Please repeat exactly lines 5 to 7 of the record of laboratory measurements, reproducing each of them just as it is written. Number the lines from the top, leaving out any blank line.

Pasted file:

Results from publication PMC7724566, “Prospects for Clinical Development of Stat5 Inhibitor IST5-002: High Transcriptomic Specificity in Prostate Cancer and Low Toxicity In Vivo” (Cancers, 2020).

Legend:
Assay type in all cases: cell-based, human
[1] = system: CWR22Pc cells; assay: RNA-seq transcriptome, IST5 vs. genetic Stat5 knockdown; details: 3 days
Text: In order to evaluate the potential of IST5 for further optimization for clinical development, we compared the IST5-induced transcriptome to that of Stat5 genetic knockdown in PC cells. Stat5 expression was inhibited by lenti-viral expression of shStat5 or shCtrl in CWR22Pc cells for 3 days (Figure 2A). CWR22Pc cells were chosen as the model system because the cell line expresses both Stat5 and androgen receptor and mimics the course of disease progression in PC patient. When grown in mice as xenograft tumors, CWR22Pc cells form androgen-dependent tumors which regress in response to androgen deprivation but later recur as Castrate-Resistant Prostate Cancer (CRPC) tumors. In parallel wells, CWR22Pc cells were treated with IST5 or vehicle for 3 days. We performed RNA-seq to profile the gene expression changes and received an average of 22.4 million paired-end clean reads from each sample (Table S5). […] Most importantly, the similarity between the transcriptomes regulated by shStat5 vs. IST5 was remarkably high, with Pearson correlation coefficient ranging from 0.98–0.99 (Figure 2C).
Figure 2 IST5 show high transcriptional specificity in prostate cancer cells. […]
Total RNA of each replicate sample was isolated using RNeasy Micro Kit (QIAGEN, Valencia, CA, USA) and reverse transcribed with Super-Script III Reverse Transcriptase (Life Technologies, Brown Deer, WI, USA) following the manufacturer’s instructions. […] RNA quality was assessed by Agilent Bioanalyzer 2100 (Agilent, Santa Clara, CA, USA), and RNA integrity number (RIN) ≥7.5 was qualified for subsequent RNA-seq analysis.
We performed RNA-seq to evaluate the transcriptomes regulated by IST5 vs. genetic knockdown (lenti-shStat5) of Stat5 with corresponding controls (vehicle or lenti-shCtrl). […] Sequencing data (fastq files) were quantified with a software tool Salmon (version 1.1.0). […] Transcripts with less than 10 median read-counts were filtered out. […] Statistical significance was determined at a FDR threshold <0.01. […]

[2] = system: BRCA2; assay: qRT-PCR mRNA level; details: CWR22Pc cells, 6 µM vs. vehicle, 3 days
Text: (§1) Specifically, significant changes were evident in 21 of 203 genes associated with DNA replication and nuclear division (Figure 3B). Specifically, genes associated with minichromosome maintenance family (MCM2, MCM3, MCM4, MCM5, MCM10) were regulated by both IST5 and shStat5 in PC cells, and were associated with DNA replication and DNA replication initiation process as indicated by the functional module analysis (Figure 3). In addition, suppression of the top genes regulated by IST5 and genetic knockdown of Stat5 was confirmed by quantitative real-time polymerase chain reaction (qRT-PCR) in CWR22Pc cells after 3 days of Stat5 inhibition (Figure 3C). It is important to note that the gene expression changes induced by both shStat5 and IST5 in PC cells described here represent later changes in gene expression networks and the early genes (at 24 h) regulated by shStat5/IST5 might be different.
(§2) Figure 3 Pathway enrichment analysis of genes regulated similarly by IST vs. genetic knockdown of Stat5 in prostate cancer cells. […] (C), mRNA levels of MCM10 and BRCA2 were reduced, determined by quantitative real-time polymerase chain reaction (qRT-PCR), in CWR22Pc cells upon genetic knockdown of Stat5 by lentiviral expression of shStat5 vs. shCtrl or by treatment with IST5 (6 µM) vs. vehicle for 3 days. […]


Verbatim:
Text: In order to evaluate the potential of IST5 for further optimization for clinical development, we compared the IST5-induced transcriptome to that of Stat5 genetic knockdown in PC cells. Stat5 expression was inhibited by lenti-viral expression of shStat5 or shCtrl in CWR22Pc cells for 3 days (Figure 2A). CWR22Pc cells were chosen as the model system because the cell line expresses both Stat5 and androgen receptor and mimics the course of disease progression in PC patient. When grown in mice as xenograft tumors, CWR22Pc cells form androgen-dependent tumors which regress in response to androgen deprivation but later recur as Castrate-Resistant Prostate Cancer (CRPC) tumors. In parallel wells, CWR22Pc cells were treated with IST5 or vehicle for 3 days. We performed RNA-seq to profile the gene expression changes and received an average of 22.4 million paired-end clean reads from each sample (Table S5). […] Most importantly, the similarity between the transcriptomes regulated by shStat5 vs. IST5 was remarkably high, with Pearson correlation coefficient ranging from 0.98–0.99 (Figure 2C).
Figure 2 IST5 show high transcriptional specificity in prostate cancer cells. […]
Total RNA of each replicate sample was isolated using RNeasy Micro Kit (QIAGEN, Valencia, CA, USA) and reverse transcribed with Super-Script III Reverse Transcriptase (Life Technologies, Brown Deer, WI, USA) following the manufacturer’s instructions. […] RNA quality was assessed by Agilent Bioanalyzer 2100 (Agilent, Santa Clara, CA, USA), and RNA integrity number (RIN) ≥7.5 was qualified for subsequent RNA-seq analysis.